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Players of the week: Deshaun Watson and Tray Harrison

POSTED: November 7, 2011 10:10 p.m.

 

Friday’s game between Gainesville and Stephens County was supposed to be a showdown of the two best teams in Region 8-AAA.

Instead, it became a showcase for two Red Elephant stars.

Sophomore quarterback Deshaun Watson led the potent offense to 62 points with 340 yards and five touchdowns on 18 of 28 passing. He added 86 yards and two scores on the ground. Four of his five touchdown passes went to one receiver, junior Tray Harrison, who totaled seven catches for 179 yards to go with the four scores.

It was Harrison’s best offensive performance of the season, in which he has 498 yards and 10 touchdowns receiving. For Watson, it was the second time he has accounted for seven or more touchdowns in a single game.

For their efforts, they have been named The Times co-Players of the Week.

With the exception of its opener, a 49-0 loss to Buford, Gainesville’s offense has made it look easy all year long.

Behind Watson’s electric arm, the Red Elephants have scored at least 40 points in every game since the opener, averaging more than 49 points per contest in that period.

Watson has now accounted for 39 touchdowns this season, 30 through the air and nine on the ground.

Assuming it has been that easy, however, would be a mistake, according to Harrison.

“We prepare hard all week,” Harrison said. “Everything we do is a product of what we’ve worked on all year.

“We study every day on film, then me and Deshaun talk about what plays we should do when we look at the defense. We work on it in practice, prepare and, hopefully, execute it on Friday.”

The team’s success can largely be narrowed down to the rapport between Watson and his receivers. It’s a connection coach Bruce Miller said they work on throughout the week.

In addition to Harrison’s big numbers, receivers Stephen Mason, Justin Cantrell and Lahius Leverette have each caught more than 20 passes this season. Mason and Cantrell have scored eight touchdowns, while Leverette has scored five.

According to Miller, the players on the field, his quarterback in particular, have a lot of leeway with the play that is being called. Both Watson and his receivers have developed in their ability to communicate holes they see in the defense without saying anything to each other.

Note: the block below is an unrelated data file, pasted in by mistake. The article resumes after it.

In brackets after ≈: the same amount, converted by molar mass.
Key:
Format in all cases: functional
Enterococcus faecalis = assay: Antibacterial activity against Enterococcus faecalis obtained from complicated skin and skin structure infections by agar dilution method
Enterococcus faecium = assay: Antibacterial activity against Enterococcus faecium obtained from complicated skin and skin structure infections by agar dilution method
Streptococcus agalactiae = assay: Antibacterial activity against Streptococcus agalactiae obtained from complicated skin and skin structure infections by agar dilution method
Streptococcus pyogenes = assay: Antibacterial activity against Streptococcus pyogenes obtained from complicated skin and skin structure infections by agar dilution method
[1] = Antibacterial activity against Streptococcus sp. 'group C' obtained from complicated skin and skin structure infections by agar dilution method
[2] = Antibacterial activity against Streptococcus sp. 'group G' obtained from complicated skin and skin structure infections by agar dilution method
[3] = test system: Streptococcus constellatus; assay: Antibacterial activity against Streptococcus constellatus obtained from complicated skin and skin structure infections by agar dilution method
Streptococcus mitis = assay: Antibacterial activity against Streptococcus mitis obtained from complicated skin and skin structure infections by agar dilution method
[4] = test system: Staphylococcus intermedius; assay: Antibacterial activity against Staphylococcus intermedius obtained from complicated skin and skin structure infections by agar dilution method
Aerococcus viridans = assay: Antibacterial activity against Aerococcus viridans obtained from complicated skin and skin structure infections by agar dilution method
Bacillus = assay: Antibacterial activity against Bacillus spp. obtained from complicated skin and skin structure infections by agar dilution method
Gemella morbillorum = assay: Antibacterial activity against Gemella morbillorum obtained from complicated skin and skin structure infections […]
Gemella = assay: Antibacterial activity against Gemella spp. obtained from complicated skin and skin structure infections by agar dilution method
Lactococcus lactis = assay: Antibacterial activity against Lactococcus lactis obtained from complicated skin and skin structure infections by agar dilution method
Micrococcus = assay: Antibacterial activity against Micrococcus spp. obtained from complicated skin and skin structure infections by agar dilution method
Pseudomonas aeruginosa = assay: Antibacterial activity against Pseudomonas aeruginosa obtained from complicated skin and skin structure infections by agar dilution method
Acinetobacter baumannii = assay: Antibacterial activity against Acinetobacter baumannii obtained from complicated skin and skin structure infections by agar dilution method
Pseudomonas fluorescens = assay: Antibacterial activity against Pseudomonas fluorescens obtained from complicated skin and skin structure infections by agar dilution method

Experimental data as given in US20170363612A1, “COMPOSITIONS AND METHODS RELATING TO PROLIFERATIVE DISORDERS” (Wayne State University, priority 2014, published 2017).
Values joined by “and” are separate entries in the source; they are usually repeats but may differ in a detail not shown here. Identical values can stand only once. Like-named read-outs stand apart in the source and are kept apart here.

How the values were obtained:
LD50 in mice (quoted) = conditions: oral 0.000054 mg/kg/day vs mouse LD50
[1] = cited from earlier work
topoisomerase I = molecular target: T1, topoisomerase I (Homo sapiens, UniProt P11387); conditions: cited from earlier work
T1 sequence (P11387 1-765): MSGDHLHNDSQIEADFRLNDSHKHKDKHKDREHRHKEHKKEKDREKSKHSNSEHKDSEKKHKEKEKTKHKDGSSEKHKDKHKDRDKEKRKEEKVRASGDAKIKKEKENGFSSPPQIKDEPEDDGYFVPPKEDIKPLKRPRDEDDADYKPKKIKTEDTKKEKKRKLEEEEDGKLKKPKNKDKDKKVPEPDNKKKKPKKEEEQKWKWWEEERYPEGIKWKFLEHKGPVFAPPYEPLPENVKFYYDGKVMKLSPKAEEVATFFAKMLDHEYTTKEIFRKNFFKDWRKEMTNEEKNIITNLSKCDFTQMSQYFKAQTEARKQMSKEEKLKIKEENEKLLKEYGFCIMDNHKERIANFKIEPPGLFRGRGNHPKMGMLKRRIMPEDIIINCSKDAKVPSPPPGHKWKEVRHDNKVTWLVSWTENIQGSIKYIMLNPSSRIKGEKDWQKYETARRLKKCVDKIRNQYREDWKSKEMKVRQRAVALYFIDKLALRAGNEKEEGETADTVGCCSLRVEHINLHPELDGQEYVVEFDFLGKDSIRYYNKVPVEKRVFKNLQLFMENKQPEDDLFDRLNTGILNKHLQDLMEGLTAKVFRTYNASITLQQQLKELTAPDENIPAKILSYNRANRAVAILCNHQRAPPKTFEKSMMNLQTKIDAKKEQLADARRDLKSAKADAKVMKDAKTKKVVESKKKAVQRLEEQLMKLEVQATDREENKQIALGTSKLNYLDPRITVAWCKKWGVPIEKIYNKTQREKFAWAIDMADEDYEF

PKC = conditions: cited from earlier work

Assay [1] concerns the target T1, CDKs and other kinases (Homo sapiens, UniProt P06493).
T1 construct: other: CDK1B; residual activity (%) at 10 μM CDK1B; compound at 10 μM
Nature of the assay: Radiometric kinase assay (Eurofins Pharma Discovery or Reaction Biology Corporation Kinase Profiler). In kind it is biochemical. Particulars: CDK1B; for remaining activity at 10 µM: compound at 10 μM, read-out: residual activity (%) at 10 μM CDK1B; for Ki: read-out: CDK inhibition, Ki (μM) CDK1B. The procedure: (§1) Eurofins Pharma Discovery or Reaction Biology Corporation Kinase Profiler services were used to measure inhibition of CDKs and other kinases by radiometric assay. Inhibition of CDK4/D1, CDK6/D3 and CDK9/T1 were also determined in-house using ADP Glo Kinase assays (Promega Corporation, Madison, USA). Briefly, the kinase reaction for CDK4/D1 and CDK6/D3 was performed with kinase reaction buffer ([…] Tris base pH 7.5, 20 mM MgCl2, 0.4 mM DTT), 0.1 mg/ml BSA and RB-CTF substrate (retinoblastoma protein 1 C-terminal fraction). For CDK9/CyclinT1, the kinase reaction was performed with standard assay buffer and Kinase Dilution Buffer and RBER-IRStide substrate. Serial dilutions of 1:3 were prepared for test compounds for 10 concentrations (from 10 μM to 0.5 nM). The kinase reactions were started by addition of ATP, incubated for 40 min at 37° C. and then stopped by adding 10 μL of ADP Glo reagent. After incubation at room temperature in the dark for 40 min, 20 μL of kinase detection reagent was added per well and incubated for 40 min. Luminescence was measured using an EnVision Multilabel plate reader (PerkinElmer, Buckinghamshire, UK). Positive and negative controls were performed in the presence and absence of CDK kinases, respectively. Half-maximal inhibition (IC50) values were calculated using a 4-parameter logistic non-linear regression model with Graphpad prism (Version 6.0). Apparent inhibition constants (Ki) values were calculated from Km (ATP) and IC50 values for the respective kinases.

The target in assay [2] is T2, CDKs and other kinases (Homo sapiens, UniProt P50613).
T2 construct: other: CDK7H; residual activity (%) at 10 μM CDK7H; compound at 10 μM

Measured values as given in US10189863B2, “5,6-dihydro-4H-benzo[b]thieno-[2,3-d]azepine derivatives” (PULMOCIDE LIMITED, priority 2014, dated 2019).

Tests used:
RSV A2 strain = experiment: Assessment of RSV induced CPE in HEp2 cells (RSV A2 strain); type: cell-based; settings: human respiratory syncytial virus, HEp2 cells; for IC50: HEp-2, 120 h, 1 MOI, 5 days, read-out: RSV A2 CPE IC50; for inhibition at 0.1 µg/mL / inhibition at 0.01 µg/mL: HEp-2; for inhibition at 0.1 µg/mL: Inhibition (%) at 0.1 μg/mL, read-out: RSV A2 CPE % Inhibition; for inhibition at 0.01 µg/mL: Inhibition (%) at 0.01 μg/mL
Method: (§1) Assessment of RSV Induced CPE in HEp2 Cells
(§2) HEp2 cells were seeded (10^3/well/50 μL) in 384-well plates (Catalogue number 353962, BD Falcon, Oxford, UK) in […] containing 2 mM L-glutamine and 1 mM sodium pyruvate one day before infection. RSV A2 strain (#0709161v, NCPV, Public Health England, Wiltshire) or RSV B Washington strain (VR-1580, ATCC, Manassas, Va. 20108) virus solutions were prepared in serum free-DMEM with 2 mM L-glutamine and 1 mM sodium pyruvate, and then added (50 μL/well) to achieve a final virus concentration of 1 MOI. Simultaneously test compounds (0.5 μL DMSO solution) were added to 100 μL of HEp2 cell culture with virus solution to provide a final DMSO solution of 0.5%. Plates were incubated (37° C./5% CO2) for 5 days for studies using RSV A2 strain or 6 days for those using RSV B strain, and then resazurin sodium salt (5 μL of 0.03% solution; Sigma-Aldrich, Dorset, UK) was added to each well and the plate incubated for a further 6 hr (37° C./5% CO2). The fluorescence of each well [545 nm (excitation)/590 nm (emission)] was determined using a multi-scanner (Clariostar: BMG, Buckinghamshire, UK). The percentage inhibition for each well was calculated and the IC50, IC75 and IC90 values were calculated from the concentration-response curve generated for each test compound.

“They talk to each other with hand signals so that everybody knows what the other person is doing,” Miller said. “Sometimes we’ll have to ask what (Watson) is calling during the game because we don’t know the hand signals.”

It’s an amazing ability for young players like these, he said.

Harrison compared the connection to another prolific Gainesville duo, Tai-ler Jones and Blake Sims.

“It’s one thing I learned since I was a freshman and saw the connection those guys had with each other,” he said. “I felt like if I had a strong connection with Deshaun, and start that out early, then we’d know what to do in more situations when we got older.”

It appears to have worked out.

“They’ve progressed steadily throughout the year,” Miller said. “It’s amazing how much better these kids are than at the beginning of the year, even.”

Miller stressed Harrison’s athletic ability and noted how important it was to get him touches throughout the game.

He said the coaches keep a chart to record touches and if Harrison hasn’t gotten enough in the first half, they will make it a point of emphasis in the second.

“He’s so good with the football in his hands,” Miller said. “We’ll script 14 or 15 plays before the game, and if Tray isn’t touching it four or five of those plays, something’s wrong.”

For Watson, the question becomes how good he can be.

As a sophomore, he is already leading one of the top offenses in the area, has a scholarship offer from Clemson and has plenty of room to grow.

Miller pointed out that while he wouldn’t consider it a weakness, he’d like to see Watson continue to get stronger.

And if he does?

“It could be scary by the time he’s a junior or senior,” Miller said. “If he keeps progressing, it’s amazing what he, and we, could do.”

 



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